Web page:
IoT driving Home Automation
The Internet of Things (IoT) market is a massive market consisting of a network of physical devices (thermostats, wearables, security cameras, sensors, etc) where those devices collect and exchange data. GE and Cisco are estimating that market to be between 15 Trillion to 19 Trillion Dollars (yes, with a T) by year 2020. Gartner’s more conservative estimate ranges from 1.9 Trillion in year 2013 to increase to 7.1 Trillion by year 2020.
According to Forbes in year 2008 there were more objects connected to the internet than people and by 2020 they estimate over 250k cars to be connected to the internet and this number is being revised rapidly with the third start up company having applied to self driving car permits in California, General Motors acquiring Cruise Automation in March 2013, Tesla taking pre-orders for their new car for the masses exceeding their expected amount of orders by a magnitude. Chevy Volt is already offering a published API where a smart home could communicate with the car.
Wearables also known as body-born computers are miniature computer devices and/or sensors feeding into the IoT world. The wearable market has grown 225% in year 2015 with over 4 Million Fitbits and over 3 Million iWatches sold and Samsung getting ready to release their Gear 4 in October 2016 and demonstrating their first fold able phone planned for 2017.
First prototypes and concepts are being shown for prosthetics with IoT embedded in the medical field which should come to no surprise to anybody given that wearables are often described as prosthetics to humans connecting the human to IoT so reversing this, providing more insight into health, does make sense.
Those sensors can report instantly to any target audience giving the “HELP, I have fallen and I can’t get up” commercial a new face lift and companies are already enhancing their portfolio leveraging such technology with fallback technology to ensure the safety of the person.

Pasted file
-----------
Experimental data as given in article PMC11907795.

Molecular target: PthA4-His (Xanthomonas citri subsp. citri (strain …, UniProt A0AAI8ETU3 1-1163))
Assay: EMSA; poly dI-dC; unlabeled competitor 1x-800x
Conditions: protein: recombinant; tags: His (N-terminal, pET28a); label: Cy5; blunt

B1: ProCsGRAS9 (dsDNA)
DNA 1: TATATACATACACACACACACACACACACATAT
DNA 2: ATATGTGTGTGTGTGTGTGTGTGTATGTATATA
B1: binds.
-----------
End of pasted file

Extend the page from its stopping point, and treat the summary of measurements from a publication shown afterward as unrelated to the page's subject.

In the same area Hitachi improved again their smallest RFID chip under the nick name “dust” or “powder”. This chip is so small enabling many use cases ranging from bugged money, smart luggage, a plethora of security use cases and even integration into the wearables.
This chip could give GEO fencing which the virtual fence around a geographical location a new approach being as simple as putting a small sticker with that chip on a cell phone, jacket, belt, shoes, etc. with a sensor reader at the smart home.
Parks and Associates’ study shows that 40% of U.S. based households plan to purchase a smart home device within the next 12 months for year 2016. Bringing together the wearables, IoT sensors, smart car, etc we are facing some exciting times ahead of us.
The challenge is bringing all of those together in a meaningful and useful way which starts with communication. The different protocols and methods to communicate range from Bluetooth low energy, Z-Wave, ZigBee, LTE advanced to Wifi Direct and more to come.
Bluetooth mesh is a promising idea rising in 2016 given that all smart phones, tablets and wearables support Bluetooth via built-in antennas but time will tell the success rate as Z-wave was booming for quite some time and home automation controller companies are now embedding ZigBee support into their hubs.
Bringing it all together IoT is driving new technology development at a massive scale, connecting humans and objects to the internet. All IoT connected devices are collecting, exchanging and reporting data at scale for commercial and residential use cases.
The Home Automation market is driving and benefiting from IoT and is already a market sub-segment of the IoT overall market. Every telecommunication company on the planet is looking into IoT and are already or about to launch a home automation service as part of their portfolio e.g. Comcast Xfinity, AT&T Digital Life, etc. Not to forget the security companies who are going down the same route but on a different path using their security angle.
Personally I am excited what is coming next and how humans can benefit from “Technology”. Good times!